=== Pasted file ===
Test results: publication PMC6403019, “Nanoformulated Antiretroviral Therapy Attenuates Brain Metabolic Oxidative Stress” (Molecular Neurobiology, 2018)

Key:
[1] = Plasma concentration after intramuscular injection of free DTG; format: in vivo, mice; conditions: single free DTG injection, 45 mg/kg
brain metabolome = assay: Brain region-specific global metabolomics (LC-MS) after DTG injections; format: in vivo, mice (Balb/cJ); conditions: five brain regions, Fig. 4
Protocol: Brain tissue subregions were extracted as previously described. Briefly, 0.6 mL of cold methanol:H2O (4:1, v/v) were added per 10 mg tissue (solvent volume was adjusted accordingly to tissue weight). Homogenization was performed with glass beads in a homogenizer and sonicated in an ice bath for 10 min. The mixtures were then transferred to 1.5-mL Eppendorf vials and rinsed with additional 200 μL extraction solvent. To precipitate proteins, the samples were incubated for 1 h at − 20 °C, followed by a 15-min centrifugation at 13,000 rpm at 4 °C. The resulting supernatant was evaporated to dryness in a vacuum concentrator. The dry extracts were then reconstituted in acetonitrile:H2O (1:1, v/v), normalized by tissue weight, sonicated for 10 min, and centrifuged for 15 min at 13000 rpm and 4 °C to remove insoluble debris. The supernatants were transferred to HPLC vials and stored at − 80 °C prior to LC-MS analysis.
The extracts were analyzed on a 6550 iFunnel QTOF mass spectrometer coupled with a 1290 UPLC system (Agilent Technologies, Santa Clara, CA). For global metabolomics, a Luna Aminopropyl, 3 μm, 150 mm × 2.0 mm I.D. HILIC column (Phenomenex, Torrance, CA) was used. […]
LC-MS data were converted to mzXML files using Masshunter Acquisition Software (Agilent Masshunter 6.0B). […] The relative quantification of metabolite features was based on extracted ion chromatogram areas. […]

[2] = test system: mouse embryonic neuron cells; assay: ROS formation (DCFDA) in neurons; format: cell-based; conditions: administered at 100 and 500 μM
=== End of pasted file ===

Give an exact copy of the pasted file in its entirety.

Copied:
Test results: publication PMC6403019, “Nanoformulated Antiretroviral Therapy Attenuates Brain Metabolic Oxidative Stress” (Molecular Neurobiology, 2018)

Key:
[1] = Plasma concentration after intramuscular injection of free DTG; format: in vivo, mice; conditions: single free DTG injection, 45 mg/kg
brain metabolome = assay: Brain region-specific global metabolomics (LC-MS) after DTG injections; format: in vivo, mice (Balb/cJ); conditions: five brain regions, Fig. 4
Protocol: Brain tissue subregions were extracted as previously described. Briefly, 0.6 mL of cold methanol:H2O (4:1, v/v) were added per 10 mg tissue (solvent volume was adjusted accordingly to tissue weight). Homogenization was performed with glass beads in a homogenizer and sonicated in an ice bath for 10 min. The mixtures were then transferred to 1.5-mL Eppendorf vials and rinsed with additional 200 μL extraction solvent. To precipitate proteins, the samples were incubated for 1 h at − 20 °C, followed by a 15-min centrifugation at 13,000 rpm at 4 °C. The resulting supernatant was evaporated to dryness in a vacuum concentrator. The dry extracts were then reconstituted in acetonitrile:H2O (1:1, v/v), normalized by tissue weight, sonicated for 10 min, and centrifuged for 15 min at 13000 rpm and 4 °C to remove insoluble debris. The supernatants were transferred to HPLC vials and stored at − 80 °C prior to LC-MS analysis.
The extracts were analyzed on a 6550 iFunnel QTOF mass spectrometer coupled with a 1290 UPLC system (Agilent Technologies, Santa Clara, CA). For global metabolomics, a Luna Aminopropyl, 3 μm, 150 mm × 2.0 mm I.D. HILIC column (Phenomenex, Torrance, CA) was used. […]
LC-MS data were converted to mzXML files using Masshunter Acquisition Software (Agilent Masshunter 6.0B). […] The relative quantification of metabolite features was based on extracted ion chromatogram areas. […]

[2] = test system: mouse embryonic neuron cells; assay: ROS formation (DCFDA) in neurons; format: cell-based; conditions: administered at 100 and 500 μM